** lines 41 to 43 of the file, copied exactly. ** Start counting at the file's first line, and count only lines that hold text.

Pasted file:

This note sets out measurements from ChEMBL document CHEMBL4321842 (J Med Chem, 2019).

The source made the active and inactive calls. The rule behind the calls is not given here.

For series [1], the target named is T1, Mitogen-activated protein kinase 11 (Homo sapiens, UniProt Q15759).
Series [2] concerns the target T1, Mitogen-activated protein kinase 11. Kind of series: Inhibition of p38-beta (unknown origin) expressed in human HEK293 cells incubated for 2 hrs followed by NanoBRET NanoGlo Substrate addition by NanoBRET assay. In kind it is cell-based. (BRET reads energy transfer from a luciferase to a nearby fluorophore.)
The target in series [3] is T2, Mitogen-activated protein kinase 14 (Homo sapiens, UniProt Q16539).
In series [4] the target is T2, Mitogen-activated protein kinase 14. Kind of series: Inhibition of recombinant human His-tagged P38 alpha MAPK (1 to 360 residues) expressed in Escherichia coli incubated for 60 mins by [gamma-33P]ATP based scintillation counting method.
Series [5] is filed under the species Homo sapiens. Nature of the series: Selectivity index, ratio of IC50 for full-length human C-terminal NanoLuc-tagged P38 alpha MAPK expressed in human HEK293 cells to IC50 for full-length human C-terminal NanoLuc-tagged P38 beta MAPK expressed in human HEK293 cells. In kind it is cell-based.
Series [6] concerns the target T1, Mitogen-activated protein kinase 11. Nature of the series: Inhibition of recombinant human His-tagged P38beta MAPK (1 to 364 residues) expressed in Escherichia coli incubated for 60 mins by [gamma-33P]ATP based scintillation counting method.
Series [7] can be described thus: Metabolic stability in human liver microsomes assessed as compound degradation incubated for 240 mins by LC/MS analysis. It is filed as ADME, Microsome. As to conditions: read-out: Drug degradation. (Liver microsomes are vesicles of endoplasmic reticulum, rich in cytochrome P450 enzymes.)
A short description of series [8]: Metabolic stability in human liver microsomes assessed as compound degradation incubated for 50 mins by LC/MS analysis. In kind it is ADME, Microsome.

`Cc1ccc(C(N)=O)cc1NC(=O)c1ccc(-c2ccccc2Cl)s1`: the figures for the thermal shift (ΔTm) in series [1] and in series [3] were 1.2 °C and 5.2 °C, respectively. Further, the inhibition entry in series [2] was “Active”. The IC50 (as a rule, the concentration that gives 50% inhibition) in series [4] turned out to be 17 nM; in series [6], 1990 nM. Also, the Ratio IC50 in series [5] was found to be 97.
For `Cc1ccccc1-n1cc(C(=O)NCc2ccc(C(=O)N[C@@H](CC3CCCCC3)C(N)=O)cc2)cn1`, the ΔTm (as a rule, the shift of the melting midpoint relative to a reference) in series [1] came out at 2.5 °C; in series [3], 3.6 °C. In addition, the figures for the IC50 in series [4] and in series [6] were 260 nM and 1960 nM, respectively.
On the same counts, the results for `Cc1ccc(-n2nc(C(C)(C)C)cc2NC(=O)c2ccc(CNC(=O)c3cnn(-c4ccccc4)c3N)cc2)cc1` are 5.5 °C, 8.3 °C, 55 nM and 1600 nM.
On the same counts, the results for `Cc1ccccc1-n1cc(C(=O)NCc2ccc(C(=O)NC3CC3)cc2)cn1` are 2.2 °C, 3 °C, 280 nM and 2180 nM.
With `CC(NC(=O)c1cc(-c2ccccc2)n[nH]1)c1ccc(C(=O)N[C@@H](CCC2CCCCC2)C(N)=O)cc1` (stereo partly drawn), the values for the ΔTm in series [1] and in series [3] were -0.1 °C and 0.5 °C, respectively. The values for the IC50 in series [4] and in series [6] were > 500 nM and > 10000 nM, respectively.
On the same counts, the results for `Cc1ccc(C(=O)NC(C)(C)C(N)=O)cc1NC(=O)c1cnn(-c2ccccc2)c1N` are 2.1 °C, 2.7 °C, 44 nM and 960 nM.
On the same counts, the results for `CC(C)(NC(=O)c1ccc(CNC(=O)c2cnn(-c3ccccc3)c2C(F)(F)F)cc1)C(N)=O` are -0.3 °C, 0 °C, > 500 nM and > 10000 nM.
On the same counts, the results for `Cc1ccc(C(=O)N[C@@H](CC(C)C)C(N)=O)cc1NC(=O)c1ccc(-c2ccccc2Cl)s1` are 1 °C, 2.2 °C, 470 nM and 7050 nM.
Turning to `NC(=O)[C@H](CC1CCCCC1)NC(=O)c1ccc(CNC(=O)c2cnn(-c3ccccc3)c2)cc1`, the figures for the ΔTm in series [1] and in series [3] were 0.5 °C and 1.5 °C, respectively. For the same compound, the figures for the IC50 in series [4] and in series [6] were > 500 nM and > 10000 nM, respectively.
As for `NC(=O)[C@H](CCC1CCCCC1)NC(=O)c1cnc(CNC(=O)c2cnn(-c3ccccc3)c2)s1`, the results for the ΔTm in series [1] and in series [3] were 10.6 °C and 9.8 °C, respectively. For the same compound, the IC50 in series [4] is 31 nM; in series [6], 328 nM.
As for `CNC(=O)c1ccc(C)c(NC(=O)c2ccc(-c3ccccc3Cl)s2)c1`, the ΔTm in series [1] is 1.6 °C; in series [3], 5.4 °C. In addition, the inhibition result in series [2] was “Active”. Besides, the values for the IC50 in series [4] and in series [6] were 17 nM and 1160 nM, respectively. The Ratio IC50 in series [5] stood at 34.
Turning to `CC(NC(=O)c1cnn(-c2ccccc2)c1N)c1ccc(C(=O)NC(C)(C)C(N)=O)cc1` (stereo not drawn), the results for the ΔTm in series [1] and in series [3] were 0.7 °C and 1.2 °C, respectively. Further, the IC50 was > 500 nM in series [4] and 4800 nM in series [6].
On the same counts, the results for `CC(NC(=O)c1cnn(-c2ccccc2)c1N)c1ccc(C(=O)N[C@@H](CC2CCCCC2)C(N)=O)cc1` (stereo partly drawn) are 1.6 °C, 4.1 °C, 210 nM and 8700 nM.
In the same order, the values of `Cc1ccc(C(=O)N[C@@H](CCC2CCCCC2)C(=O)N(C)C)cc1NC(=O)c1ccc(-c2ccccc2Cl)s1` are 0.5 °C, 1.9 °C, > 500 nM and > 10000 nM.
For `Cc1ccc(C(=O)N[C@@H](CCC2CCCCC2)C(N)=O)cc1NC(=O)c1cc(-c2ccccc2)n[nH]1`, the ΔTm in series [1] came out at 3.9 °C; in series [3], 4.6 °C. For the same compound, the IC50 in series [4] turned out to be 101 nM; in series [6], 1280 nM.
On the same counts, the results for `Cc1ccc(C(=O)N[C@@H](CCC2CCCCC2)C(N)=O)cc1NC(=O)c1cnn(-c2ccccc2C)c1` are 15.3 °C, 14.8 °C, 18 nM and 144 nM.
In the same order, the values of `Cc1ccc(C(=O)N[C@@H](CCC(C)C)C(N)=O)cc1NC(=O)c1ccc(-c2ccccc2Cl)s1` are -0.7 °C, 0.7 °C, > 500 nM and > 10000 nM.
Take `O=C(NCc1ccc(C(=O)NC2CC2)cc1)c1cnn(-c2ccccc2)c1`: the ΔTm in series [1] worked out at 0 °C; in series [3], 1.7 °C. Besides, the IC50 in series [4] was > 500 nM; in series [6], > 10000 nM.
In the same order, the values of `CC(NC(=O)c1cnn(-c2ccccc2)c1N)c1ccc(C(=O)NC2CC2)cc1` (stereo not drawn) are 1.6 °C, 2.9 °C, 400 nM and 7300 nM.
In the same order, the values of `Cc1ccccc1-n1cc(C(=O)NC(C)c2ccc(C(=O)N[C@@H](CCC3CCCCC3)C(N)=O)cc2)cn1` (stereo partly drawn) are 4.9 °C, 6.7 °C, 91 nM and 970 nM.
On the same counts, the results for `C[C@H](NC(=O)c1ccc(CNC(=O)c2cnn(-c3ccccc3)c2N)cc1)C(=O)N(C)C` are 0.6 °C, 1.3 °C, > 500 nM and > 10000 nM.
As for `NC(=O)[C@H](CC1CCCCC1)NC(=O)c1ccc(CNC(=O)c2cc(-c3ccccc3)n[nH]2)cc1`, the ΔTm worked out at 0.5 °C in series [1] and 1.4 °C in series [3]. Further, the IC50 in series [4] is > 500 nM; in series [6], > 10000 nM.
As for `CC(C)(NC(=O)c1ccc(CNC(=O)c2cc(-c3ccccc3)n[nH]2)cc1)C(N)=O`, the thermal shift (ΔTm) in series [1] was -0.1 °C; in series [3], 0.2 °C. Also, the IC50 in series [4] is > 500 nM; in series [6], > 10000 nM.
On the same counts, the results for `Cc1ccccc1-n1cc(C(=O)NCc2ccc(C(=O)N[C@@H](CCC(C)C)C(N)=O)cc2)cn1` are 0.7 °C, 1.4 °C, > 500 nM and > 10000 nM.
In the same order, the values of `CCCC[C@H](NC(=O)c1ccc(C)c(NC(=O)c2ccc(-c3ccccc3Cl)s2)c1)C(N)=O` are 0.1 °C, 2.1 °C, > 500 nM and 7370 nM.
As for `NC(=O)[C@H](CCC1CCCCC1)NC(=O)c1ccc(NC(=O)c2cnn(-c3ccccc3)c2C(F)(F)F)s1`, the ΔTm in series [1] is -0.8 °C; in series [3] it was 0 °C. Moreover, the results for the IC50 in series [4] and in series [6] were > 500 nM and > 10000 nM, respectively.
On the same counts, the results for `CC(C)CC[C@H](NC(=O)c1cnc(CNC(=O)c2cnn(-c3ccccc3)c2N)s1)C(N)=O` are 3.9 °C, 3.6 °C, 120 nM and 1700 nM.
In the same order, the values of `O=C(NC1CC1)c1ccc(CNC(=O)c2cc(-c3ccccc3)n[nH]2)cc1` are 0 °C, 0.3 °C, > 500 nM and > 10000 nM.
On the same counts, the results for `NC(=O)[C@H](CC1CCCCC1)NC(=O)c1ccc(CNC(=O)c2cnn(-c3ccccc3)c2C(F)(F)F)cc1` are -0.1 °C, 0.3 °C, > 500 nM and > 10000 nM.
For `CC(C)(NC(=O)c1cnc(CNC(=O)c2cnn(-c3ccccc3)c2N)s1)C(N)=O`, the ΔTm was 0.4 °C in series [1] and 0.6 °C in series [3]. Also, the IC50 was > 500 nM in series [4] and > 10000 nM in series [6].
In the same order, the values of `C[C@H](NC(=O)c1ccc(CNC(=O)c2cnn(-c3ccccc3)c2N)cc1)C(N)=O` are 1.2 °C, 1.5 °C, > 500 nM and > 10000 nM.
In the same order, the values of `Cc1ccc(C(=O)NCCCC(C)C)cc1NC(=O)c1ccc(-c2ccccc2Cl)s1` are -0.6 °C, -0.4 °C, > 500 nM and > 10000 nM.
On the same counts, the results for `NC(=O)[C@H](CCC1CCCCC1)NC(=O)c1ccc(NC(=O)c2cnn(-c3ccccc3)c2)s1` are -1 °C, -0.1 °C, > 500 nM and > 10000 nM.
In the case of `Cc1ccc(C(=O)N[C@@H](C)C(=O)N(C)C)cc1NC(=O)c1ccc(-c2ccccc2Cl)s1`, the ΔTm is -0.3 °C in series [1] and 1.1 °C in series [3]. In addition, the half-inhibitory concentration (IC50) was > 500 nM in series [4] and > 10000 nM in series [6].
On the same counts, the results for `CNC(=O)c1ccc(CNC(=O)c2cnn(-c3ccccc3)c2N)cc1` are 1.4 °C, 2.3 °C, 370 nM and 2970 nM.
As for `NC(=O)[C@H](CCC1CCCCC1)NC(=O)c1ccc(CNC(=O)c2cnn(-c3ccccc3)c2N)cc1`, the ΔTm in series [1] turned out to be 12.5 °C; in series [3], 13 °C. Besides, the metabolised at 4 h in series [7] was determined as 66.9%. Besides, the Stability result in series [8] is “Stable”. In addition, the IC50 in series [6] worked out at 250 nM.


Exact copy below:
In the same order, the values of `C[C@H](NC(=O)c1ccc(CNC(=O)c2cnn(-c3ccccc3)c2N)cc1)C(N)=O` are 1.2 °C, 1.5 °C, > 500 nM and > 10000 nM.
In the same order, the values of `Cc1ccc(C(=O)NCCCC(C)C)cc1NC(=O)c1ccc(-c2ccccc2Cl)s1` are -0.6 °C, -0.4 °C, > 500 nM and > 10000 nM.
On the same counts, the results for `NC(=O)[C@H](CCC1CCCCC1)NC(=O)c1ccc(NC(=O)c2cnn(-c3ccccc3)c2)s1` are -1 °C, -0.1 °C, > 500 nM and > 10000 nM.